Ginevra Cantofoli Bologna, 1618 – Bologna, 1672 Ginevra died in 1672 aged 54 years, and that’s the only way we know she was born in 1618. News of her life are scarce, but she entered the orbit of the more famous paintress Elisabetta Sirani and from her diary we know Ginevra Cantofoli was a lady […]
Bologna, 1618 – Bologna, 1672
Ginevra died in 1672 aged 54 years, and that’s the only way we know she was born in 1618. News of her life are scarce, but she entered the orbit of the more famous paintress Elisabetta Sirani and from her diary we know Ginevra Cantofoli was a lady and a paintress in her own right. Elisabetta’s portrait is sadly lost, but it was one of the first works she did in her early career: it’s delightful to imagine an accomplished Ginevra offering patronage and work to a younger, talented Elisabetta, and it’s also very sad to see how short-lived was Ginevra’s fame. At this time, Ginevra was accustomed to working on small portraits, often on glass, and her friend of twenty years younger prompted her to challenge the public with larger pieces. Biographers get it the other way around, with Ginevra often considered a “disciple” of Elisabetta because I guess what Elisabetta herself writes is of little interest to them.
Amongst the first important works Ginevra was commissioned, already married and mother of a girl, we have news of an altarpiece in 1658 in the very centre of Bologna, where the artistic competition had to be extreme. The church was San Giacomo Maggiore, where she will be buried, and it’s an absolutely stunning place.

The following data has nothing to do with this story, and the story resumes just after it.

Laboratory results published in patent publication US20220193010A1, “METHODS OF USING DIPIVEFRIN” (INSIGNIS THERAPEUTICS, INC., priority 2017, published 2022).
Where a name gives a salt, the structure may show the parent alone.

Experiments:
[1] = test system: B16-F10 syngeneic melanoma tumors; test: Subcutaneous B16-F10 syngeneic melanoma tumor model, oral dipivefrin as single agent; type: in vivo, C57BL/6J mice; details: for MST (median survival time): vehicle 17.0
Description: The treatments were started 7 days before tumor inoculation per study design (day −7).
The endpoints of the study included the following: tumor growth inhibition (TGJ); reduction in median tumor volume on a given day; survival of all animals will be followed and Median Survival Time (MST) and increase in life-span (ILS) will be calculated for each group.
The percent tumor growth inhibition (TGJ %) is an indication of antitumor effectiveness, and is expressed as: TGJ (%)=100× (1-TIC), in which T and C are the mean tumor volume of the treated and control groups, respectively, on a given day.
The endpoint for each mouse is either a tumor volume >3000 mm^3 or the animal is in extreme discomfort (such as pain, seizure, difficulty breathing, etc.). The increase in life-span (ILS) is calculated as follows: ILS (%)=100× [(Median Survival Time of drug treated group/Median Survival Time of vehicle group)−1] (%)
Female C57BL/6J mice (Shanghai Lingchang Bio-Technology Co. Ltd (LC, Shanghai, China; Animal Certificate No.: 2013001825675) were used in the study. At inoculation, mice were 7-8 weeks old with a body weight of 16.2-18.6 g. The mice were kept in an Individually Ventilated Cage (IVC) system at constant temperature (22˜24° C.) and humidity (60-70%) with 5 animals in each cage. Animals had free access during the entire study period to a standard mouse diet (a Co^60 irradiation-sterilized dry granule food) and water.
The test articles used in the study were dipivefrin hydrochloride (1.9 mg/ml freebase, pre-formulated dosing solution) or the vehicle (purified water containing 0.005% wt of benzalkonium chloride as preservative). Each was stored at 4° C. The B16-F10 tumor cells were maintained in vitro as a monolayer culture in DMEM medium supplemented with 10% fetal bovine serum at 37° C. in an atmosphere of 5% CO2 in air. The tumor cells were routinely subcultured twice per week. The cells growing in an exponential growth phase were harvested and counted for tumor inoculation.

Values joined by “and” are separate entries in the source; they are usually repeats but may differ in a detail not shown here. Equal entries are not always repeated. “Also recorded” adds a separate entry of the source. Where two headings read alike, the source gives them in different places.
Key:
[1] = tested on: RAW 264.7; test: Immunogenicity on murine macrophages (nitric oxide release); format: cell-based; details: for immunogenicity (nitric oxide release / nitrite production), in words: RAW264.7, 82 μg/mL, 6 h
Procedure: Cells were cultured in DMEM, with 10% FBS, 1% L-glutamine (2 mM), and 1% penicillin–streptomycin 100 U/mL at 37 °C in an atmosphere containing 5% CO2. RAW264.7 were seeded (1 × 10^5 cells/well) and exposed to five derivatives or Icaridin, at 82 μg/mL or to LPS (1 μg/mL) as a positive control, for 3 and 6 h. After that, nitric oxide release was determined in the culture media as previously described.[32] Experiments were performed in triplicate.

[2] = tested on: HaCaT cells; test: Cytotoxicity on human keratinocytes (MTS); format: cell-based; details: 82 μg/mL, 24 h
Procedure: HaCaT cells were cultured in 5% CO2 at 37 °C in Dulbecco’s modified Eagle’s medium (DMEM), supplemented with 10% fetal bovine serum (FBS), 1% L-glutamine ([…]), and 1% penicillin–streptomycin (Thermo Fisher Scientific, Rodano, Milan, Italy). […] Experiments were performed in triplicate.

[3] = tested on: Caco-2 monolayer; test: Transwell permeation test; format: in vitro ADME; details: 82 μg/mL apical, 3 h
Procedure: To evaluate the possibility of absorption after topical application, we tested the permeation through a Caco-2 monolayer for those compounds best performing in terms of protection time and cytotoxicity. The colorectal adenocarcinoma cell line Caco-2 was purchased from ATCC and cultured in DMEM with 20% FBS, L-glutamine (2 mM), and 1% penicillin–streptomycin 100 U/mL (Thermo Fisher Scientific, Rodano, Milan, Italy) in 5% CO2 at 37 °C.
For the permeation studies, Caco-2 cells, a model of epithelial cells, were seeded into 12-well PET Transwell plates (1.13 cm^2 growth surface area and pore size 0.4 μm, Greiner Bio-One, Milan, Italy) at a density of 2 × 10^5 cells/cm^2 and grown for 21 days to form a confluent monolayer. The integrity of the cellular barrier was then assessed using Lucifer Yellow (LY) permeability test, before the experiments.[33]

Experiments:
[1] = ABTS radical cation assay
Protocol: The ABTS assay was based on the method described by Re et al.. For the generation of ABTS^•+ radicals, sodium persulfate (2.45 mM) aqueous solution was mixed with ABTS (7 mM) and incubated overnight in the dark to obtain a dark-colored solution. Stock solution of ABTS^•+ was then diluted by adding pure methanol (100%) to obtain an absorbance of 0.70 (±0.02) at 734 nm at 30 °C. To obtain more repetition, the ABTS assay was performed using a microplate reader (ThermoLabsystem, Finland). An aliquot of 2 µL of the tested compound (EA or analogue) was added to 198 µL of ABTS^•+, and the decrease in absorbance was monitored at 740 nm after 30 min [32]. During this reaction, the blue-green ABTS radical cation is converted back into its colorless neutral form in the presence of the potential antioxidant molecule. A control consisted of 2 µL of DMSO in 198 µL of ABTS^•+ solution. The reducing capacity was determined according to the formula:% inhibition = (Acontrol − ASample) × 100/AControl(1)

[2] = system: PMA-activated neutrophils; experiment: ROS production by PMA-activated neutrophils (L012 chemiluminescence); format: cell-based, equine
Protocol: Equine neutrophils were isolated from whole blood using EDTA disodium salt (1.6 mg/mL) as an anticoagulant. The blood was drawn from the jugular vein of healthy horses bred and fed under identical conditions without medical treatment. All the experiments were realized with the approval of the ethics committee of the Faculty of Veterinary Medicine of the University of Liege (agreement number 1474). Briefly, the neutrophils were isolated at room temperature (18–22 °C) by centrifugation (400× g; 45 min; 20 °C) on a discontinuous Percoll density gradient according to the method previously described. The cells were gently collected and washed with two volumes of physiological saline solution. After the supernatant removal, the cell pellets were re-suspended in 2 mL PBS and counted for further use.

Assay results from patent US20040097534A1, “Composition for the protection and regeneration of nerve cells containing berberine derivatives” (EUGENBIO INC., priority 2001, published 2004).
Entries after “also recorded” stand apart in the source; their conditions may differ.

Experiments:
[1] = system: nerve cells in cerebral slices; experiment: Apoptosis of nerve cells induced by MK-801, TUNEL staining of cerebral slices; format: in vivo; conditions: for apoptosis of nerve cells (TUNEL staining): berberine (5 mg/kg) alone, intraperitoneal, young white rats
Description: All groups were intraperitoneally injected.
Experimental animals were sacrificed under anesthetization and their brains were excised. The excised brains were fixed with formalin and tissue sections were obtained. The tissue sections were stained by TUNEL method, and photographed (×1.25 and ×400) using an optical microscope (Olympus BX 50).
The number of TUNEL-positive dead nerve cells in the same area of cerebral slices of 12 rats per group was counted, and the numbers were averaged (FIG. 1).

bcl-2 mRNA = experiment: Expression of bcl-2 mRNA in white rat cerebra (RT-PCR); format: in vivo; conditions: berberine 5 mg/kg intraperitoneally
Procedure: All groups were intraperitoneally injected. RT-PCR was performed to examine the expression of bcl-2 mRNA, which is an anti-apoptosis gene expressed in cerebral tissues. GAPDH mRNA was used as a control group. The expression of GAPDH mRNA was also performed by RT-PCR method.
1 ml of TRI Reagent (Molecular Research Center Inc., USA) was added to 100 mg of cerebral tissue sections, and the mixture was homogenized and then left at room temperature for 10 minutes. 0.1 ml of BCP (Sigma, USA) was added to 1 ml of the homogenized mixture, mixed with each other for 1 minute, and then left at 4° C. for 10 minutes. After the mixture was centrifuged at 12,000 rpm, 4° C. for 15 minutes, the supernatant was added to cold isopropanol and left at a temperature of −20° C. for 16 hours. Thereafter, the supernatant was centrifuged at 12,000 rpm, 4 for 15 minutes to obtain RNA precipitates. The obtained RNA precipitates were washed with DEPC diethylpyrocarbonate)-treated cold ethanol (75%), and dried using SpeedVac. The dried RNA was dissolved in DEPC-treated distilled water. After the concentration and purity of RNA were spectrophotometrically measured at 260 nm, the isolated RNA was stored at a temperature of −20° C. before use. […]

Throughout her career, Ginevra will produce six altarpieces in Bologna alone, a remarkable number for the time and place: five of them are lost, but one was reproduced and we know how it might have looked from several contemporary drawings.
After the death of her husband in 1668, she drafted an inventory of her own works to safeguard their daughter Orsola, and this is the most comprehensive catalogue we have of her paintings. Alongside the small works she painted on glass during her early career, the catalogue includes 51 paintings of larger dimensions and reproductions of her own works. Some sadly lost pictures include non-religious subjects such as a tale on Calypso. Some of her scenes are so unusual that historians have no other way to describe them as an “unknown allegory”: the most famous example is this scene of two women with a snake.
She painted some Sibyls and several allegories of painting, including a favourite challenge of artists throughout all times: the mirror. Particularly beautiful to me is a Cleopatra dropping a pearl into a cup.
When she died in 1672, she was a wealthy and accomplished professional, with several properties in both land and buildings. Her work has often been attributed to her (male) cotemporaries, such as this beautiful painting of a lady in a turban, longly attributed to Guido Reni.